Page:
I’ve got a parking space and I can drive right in and walk the few steps it takes and I am so lucky with my employer that they’ve done this for me. I’ve been there 18 years and I’ve seen their occupational therapist too – they gave me acupuncture, mindfulness, physio and ongoing advice.

I’m also lucky with my wife Carol Anne – we’ve just celebrated 30 years of marriage.

I think about what I’d do without the NHS all the time. I’d be stuck high and dry. The NHS is there for us all.

TRISHA MURPHY (37). Assistant patient catering manager at Queen Elizabeth University Hospital, Glasgow.

I STARTED off as a chef in the NHS in August 2001 and worked my way up to team leader. When the new hospital opened in 2015 I ended up as a supervisor, then was promoted last year to assistant manager.

Our job is to ensure patients are getting fed good quality food and that everything is going out correctly. The job can be challenging. You have got to ensure that patients are getting the correct dinner. You might have patients with multiple allergies so it is not just a simple case of giving them what they like.

We cater for the elderly at the Langlands Building and the kids’ hospital as well so it is challenging to ensure you are feeding everybody and everybody likes what is going out to them.

I never thought I would be here all this time

At the moment we are feeding roughly 1500 people. We have 22 kitchens and four members of staff in each one so it is a big operation.

When I came in as a chef all those years ago I never thought that I would be sitting where I am sitting now. I do enjoy the work. I enjoy the challenges of it and I think everybody does a great job.

You are there to see the patients are better so it is good to see that. I never thought I would be here all this time but it’s positive working for the NHS and it is a stable job.

When you come in as a worker to the NHS you don’t expect something like the coronavirus to happen but you are here and you have got to work through it. I was not really worried for myself but we had to ensure the staff had their PPE and understood what they needed to do.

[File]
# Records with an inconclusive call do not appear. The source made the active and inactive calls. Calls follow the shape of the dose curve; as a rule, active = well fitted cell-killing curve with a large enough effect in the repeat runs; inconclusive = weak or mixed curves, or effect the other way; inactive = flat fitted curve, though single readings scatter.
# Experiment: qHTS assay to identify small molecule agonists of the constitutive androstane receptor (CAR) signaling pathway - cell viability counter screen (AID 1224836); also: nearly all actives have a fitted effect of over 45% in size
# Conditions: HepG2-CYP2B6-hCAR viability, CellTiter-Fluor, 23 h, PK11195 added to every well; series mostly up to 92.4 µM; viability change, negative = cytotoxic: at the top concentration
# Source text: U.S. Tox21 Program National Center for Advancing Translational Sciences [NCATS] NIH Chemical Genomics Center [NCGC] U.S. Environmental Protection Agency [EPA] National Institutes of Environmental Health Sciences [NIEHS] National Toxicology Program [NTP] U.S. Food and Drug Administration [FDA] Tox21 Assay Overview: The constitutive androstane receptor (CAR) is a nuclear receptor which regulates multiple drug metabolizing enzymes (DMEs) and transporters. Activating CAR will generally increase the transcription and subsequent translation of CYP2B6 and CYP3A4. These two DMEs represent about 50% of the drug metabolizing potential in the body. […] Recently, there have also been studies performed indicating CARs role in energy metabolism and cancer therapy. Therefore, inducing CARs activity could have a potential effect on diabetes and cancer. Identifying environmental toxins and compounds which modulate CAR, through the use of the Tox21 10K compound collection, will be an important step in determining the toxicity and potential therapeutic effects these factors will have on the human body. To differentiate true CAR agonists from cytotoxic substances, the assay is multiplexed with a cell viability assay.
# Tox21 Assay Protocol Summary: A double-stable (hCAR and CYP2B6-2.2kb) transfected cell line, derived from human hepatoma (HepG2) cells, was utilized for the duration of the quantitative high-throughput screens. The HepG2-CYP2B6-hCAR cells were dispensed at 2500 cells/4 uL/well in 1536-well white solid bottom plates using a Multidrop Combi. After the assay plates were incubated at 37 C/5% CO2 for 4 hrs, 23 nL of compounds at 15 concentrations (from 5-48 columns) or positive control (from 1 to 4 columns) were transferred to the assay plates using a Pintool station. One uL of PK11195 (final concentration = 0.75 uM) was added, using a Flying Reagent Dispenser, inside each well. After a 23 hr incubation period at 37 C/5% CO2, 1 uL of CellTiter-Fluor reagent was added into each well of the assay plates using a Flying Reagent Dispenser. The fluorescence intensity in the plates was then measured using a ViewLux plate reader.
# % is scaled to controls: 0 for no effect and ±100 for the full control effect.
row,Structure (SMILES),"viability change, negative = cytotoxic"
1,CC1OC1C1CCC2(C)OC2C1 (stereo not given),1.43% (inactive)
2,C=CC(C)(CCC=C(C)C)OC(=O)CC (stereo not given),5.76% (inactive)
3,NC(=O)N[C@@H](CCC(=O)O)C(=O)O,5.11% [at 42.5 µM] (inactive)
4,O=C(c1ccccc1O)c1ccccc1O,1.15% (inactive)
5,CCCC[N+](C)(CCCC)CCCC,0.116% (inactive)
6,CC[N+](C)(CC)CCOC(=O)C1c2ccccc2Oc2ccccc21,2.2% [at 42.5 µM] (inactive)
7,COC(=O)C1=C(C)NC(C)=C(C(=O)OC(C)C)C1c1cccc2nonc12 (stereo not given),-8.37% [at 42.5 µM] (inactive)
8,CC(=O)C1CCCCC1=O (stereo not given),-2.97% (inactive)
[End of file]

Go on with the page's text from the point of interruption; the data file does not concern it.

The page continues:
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I think some staff were worried about it because there were areas with full PPE but they went and did it and we didn’t have any gripes or anything like that which was really good.

At the end of the day you are here for the patients and I do think people maybe now understand more about what happens in a hospital.

You have your doctors and nurses that are frontline but I don’t think people sometimes realise that you have also got your caterers, domestic staff and portering staff that are doing a great job, especially at this hard time.

You just think it is the doctors and nurses that are doing it all but you don’t think about how rooms get cleaned and how the patients get fed and how they get there.

All the wee videos and things that’s have come out of this have highlighted what happens in a hospital which I think is positive.

The clap for the NHS was a good thing because a lot of people in the street were coming out and doing it and you could see the rainbow signs the kids were making – it was a nice thing to see.

I love it. It is not just a job to me, it is my life

My partner works at the hospital in catering too and we have a 14-year-old daughter, Amy, who has been brilliant throughout. We are proud of her as well.

I would like to think the NHS will still be here in 72 years’ time because I do think it does a good job and I think people might appreciate it more because of Covid.

Mairi McDermid (50). Lead midwife at Queen Elizabeth University Hospital, Glasgow.